Bodies and Structures 2.0: Deep-Mapping Modern East Asian History

Flows and Immobilities

“Flows and Immobilities” is a deliberately broad term to describe diverse forms of movement that structure spatialities and make places as they are channeled by them. While one approach to human flows is to categorize them (as, e.g., migrations, pilgrimages, invasions, refugee flows, commuter patterns, etc.), Cresswell's concept of “constellations of mobility”—“historically and geographically specific formations of movements, narratives about mobility and mobile practices”—offers a useful framework for thinking about the ways in which mobilities and immobilities produce and are produced by social relations of power (Cresswell 2010, 17, 22; see also Nail’s concept of “regime[s] of social motion” Nail 2015, 3). Massey, meanwhile, calls attention to the “power geometry…[that] concerns not merely the issue of who moves and who doesn't…[but also] power in relation to the flows and the movement” (Massey 1994, 149). Flows of people interact with the circulation of commodities and money (and people can flow as commodities) and of ideas, from the global transmission of expert knowledge (e.g., on frontier settlement) to the local exchange of social information (e.g., through intimate encounters with others). Yet as Hannam et al. (2006) note, an emphasis on what Bauman called a deterritorialized “liquid modernity” risks obscuring the importance of the immobilities (human, infrastructural, etc.) on which mobilities depend and by/through which they are configured. Flows, meanwhile, can also produce contingent sedimentations of matter and being that remake environments and give new meanings to places.

In Conversation with Other Crossings

Flows and Immobilities draws our attention to when, where, and how people, objects, goods, capital, knowledge, energy, and biota move or remain in place. It directs our attention to a movement or kind of movement (a flow) or a kind of stasis (an immobility) and then allows us to examine how Environments, Imaginative Geographies, Boundaries, Vehicles, and/or Rationalities enable that flow or immobility. We can also compare and contrast the Flows and Immobilities of particular people, objects, goods, capital, knowledge, energy, and biota with the way that they appear as Figures, whose meanings are derived from particular Imaginative Geographies and/or Rationalities.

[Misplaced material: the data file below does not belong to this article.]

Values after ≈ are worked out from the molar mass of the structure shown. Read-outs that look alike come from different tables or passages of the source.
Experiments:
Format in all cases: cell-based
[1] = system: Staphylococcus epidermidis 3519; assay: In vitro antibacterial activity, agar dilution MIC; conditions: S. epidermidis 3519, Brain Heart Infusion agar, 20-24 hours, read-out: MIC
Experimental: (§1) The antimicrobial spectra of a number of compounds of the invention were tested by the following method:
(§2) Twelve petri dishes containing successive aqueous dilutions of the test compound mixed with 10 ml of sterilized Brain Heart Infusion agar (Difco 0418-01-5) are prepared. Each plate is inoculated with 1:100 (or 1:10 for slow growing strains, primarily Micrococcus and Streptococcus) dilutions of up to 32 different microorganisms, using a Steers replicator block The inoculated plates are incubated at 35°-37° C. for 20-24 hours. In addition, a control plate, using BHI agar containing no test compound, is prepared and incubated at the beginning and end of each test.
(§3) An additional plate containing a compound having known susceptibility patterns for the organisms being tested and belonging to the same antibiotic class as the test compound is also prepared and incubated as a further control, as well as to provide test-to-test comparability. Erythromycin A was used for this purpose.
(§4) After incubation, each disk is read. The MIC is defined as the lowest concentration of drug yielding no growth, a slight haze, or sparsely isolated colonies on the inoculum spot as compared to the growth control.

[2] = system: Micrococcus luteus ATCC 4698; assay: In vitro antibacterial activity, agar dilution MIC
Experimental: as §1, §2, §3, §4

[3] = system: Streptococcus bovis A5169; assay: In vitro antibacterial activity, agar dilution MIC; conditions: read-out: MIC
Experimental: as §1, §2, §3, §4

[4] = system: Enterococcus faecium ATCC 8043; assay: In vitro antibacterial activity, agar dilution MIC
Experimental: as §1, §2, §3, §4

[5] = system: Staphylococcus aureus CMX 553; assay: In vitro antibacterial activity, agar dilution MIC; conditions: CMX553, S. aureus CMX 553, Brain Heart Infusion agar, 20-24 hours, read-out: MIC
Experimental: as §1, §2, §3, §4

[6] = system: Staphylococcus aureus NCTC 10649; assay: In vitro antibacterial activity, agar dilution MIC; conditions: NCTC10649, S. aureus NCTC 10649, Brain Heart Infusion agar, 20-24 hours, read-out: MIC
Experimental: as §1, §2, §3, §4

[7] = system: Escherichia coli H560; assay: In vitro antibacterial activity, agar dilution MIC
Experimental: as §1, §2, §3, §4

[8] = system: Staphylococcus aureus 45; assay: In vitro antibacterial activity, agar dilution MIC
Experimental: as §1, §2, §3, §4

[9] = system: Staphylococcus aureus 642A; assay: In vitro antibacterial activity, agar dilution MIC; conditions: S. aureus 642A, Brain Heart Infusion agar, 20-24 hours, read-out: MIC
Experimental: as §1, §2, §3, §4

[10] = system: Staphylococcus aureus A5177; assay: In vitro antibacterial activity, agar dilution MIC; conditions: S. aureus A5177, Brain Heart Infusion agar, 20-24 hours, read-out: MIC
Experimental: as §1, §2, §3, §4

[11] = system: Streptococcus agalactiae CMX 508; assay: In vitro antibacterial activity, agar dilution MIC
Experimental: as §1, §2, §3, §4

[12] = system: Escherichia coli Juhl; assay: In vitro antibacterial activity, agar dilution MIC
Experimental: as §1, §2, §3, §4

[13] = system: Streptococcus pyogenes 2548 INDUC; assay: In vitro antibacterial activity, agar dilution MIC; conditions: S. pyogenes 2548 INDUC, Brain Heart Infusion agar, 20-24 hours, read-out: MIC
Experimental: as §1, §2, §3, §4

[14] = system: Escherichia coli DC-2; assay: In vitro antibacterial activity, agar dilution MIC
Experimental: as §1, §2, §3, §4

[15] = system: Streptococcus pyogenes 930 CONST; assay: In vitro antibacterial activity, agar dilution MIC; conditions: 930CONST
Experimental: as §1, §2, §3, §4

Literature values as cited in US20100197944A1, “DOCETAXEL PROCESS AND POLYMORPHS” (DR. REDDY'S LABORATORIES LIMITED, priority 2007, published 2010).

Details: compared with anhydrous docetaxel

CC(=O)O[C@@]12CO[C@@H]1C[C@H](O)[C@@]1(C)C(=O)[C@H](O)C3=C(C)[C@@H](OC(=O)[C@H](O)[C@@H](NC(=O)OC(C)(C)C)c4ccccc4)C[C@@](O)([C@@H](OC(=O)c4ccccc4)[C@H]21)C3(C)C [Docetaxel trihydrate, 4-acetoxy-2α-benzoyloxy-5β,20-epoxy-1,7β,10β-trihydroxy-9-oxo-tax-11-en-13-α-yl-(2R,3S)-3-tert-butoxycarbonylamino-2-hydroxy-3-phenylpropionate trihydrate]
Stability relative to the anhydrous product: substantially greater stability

Cresswell, T. “Towards a Politics of Mobility.” Environment and Planning D: Society and Space 28, no. 1 (2010): 17–31.

Hannam, Kevin, Mimi Sheller, and John Urry. “Editorial: Mobilities, Immobilities and Moorings.” Mobilities 1, no. 1 (March 1, 2006): 1–22.

Massey, Doreen. “A Global Sense of Place.” In Space, Place, and Gender, 146–56. Minneapolis: University of Minnesota Press, 1994.

Nail, Thomas. The Figure of the Migrant. Stanford, California: Stanford University Press, 2015.

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